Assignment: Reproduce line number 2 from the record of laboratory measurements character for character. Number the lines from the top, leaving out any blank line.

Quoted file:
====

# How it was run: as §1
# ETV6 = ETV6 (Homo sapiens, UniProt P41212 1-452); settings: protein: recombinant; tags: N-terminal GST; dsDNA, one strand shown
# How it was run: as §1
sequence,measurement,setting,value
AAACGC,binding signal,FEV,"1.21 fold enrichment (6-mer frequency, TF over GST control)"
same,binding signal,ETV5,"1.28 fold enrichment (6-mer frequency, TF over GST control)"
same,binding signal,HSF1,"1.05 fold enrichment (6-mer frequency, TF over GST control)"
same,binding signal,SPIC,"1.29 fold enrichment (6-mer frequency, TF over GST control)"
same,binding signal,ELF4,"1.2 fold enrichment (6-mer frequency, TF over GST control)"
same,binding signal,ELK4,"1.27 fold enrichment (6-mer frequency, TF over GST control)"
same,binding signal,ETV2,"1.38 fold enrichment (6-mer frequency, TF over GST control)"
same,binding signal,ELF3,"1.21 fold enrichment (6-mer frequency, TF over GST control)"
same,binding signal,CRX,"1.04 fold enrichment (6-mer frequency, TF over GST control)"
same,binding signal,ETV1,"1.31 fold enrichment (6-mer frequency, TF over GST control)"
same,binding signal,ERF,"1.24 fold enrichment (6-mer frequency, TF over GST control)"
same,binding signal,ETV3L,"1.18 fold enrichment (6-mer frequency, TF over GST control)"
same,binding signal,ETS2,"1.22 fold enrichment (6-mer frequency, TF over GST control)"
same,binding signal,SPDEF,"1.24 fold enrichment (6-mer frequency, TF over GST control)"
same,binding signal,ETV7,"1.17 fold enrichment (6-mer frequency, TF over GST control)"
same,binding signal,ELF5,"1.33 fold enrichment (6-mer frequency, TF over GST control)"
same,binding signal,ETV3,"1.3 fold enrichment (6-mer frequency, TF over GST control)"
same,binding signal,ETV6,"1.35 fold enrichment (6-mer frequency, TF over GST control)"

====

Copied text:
# ETV6 = ETV6 (Homo sapiens, UniProt P41212 1-452); settings: protein: recombinant; tags: N-terminal GST; dsDNA, one strand shown